Nursing Home Neglect: The Danger Of Side Rail Entrapment
Bed rails, if not properly managed, can cause serious injuries and death. The hazard exists when there is a gap between the mattress and the bottom of the rails allowing entrapment of the head and body parts. OBRA 483.25(h) imposes strict obligations on the facility to ensure that (1) the resident environment remains as free of accident hazards as is possible; and (2) each resident received adequate supervision and assistance devices to prevent accidents.
The FDA recommends a dimensional limit of less than 4.75 inches for the area between the rails and also between the rail and the mattress. In Meadowwood Nursing Center v. Centers for Medicare and Medicaid Services, DAB No. C-12-18 (decided June 17, 2013), the Honorable Joseph Grow, Administrative Law Judge, Department of Health and Human Services, addressed the case of a 74 year old woman with multiple conditions including a stroke with left-sided paralysis, aphasia, anxiety disorder, depression and schizophrenia. The resident was found with her head under the side rail. The side rail was causing substantial pressure on the resident’s neck. The rail weighed approximately 6 pounds.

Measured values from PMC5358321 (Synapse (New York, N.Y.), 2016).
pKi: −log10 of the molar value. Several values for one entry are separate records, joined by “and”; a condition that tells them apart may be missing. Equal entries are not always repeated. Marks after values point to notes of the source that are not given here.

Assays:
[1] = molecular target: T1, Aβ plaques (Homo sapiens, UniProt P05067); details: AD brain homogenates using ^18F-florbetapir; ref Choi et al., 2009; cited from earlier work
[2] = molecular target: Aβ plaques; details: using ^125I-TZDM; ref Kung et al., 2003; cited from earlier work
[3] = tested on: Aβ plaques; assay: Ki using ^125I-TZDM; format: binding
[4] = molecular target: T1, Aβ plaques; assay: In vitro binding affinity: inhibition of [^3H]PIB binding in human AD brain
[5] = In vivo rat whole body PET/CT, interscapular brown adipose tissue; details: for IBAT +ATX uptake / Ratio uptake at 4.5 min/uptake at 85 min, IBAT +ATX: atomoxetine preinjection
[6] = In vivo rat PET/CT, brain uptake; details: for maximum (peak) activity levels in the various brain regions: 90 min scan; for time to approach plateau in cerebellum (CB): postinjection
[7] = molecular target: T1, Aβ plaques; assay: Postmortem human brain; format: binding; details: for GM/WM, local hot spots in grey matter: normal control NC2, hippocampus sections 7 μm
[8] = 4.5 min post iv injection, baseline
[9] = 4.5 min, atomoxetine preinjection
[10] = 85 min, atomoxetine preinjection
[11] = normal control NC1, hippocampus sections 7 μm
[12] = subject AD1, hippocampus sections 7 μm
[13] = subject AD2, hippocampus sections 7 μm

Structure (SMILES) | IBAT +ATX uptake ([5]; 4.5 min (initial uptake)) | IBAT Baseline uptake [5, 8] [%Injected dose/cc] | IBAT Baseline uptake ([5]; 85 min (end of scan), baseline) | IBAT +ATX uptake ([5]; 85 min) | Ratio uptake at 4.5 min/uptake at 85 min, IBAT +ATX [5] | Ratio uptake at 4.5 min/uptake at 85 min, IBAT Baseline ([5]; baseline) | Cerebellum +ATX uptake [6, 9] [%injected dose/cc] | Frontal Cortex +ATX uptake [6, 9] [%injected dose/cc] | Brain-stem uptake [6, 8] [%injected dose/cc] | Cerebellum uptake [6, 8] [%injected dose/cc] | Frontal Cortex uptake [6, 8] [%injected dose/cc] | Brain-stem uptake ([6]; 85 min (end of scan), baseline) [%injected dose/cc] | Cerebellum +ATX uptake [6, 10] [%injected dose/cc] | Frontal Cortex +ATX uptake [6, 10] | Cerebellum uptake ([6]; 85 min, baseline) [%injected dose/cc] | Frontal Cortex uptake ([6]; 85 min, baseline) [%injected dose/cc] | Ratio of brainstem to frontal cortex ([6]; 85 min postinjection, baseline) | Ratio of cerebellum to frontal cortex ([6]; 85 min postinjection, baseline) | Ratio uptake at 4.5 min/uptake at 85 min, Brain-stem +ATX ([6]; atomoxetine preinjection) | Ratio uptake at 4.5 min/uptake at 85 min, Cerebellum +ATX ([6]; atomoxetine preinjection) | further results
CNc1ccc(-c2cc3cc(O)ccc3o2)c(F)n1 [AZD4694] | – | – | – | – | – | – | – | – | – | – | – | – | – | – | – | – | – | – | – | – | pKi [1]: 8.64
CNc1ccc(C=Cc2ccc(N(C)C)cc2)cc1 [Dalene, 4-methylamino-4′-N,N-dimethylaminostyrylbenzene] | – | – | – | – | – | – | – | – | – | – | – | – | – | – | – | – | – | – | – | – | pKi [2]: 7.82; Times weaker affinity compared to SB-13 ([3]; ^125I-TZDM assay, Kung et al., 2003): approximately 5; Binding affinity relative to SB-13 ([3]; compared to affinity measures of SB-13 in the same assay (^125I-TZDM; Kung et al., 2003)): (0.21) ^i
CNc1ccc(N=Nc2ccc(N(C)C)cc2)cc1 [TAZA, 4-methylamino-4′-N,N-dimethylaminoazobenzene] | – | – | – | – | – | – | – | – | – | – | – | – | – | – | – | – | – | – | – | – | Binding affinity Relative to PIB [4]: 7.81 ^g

The Guidance for Industry and FDA Staff Hospital Bed System Dimensional and Assessment Guidance to Reduce Entrapment (2006 FDA guidance) which describes “entrapment” as “an event in which a patient/resident is caught, trapped or entangled in the space in or about the bed rail, mattress, or hospital bed frame”. The FDA found that “[t]he population most vulnerable to entrapment are the elderly patients and residents, especially those who are frail, confused, restless, or who have uncontrolled body movement.”
The Court was presented with evidence from the bed’s manufacturer which warned that if the head of the bed was raised 30 to 45 degrees, there could be a gap that posed an entrapment risk unless the bed rails were in a “MID” position to allow the rails to remain below the top of the mattress. Bed rails have 3 positions, upper, lower and middle.
The Court found that the facility was not taking all reasonable steps to prevent the foreseeable risk of resident entrapments in the side rails of beds and upheld the fine imposed by the Center for Medicare and Medicaid Services.